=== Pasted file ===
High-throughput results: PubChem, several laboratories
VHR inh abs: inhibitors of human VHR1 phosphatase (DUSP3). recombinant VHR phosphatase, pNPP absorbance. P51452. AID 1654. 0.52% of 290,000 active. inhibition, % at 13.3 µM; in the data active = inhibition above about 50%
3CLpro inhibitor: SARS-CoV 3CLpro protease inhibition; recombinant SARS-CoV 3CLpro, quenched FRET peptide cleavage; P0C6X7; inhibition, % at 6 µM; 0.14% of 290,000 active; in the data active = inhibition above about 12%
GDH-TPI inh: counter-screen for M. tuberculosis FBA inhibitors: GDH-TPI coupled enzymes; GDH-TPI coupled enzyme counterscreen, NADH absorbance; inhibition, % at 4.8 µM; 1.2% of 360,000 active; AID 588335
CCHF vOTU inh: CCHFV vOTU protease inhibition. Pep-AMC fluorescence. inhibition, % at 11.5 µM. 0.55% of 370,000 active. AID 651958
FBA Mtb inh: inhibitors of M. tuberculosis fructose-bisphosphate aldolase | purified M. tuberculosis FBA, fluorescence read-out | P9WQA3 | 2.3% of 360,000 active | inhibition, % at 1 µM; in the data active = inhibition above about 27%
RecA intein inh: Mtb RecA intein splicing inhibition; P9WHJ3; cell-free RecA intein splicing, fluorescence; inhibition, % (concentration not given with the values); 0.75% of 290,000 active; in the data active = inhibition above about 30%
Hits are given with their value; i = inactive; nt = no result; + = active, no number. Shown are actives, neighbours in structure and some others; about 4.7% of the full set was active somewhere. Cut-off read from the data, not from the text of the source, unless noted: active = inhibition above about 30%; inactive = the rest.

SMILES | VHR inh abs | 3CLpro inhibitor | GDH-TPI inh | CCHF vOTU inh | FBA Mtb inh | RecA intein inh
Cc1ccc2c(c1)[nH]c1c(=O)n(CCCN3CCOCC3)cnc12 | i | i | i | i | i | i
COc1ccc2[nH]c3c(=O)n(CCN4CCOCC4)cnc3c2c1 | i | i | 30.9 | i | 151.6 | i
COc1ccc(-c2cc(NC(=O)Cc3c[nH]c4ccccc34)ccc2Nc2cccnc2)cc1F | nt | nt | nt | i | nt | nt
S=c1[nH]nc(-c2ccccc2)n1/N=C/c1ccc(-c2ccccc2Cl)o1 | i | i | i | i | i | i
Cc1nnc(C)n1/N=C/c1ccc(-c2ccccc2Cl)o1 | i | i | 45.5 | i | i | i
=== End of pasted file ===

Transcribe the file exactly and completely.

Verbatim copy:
High-throughput results: PubChem, several laboratories
VHR inh abs: inhibitors of human VHR1 phosphatase (DUSP3). recombinant VHR phosphatase, pNPP absorbance. P51452. AID 1654. 0.52% of 290,000 active. inhibition, % at 13.3 µM; in the data active = inhibition above about 50%
3CLpro inhibitor: SARS-CoV 3CLpro protease inhibition; recombinant SARS-CoV 3CLpro, quenched FRET peptide cleavage; P0C6X7; inhibition, % at 6 µM; 0.14% of 290,000 active; in the data active = inhibition above about 12%
GDH-TPI inh: counter-screen for M. tuberculosis FBA inhibitors: GDH-TPI coupled enzymes; GDH-TPI coupled enzyme counterscreen, NADH absorbance; inhibition, % at 4.8 µM; 1.2% of 360,000 active; AID 588335
CCHF vOTU inh: CCHFV vOTU protease inhibition. Pep-AMC fluorescence. inhibition, % at 11.5 µM. 0.55% of 370,000 active. AID 651958
FBA Mtb inh: inhibitors of M. tuberculosis fructose-bisphosphate aldolase | purified M. tuberculosis FBA, fluorescence read-out | P9WQA3 | 2.3% of 360,000 active | inhibition, % at 1 µM; in the data active = inhibition above about 27%
RecA intein inh: Mtb RecA intein splicing inhibition; P9WHJ3; cell-free RecA intein splicing, fluorescence; inhibition, % (concentration not given with the values); 0.75% of 290,000 active; in the data active = inhibition above about 30%
Hits are given with their value; i = inactive; nt = no result; + = active, no number. Shown are actives, neighbours in structure and some others; about 4.7% of the full set was active somewhere. Cut-off read from the data, not from the text of the source, unless noted: active = inhibition above about 30%; inactive = the rest.

SMILES | VHR inh abs | 3CLpro inhibitor | GDH-TPI inh | CCHF vOTU inh | FBA Mtb inh | RecA intein inh
Cc1ccc2c(c1)[nH]c1c(=O)n(CCCN3CCOCC3)cnc12 | i | i | i | i | i | i
COc1ccc2[nH]c3c(=O)n(CCN4CCOCC4)cnc3c2c1 | i | i | 30.9 | i | 151.6 | i
COc1ccc(-c2cc(NC(=O)Cc3c[nH]c4ccccc34)ccc2Nc2cccnc2)cc1F | nt | nt | nt | i | nt | nt
S=c1[nH]nc(-c2ccccc2)n1/N=C/c1ccc(-c2ccccc2Cl)o1 | i | i | i | i | i | i
Cc1nnc(C)n1/N=C/c1ccc(-c2ccccc2Cl)o1 | i | i | 45.5 | i | i | i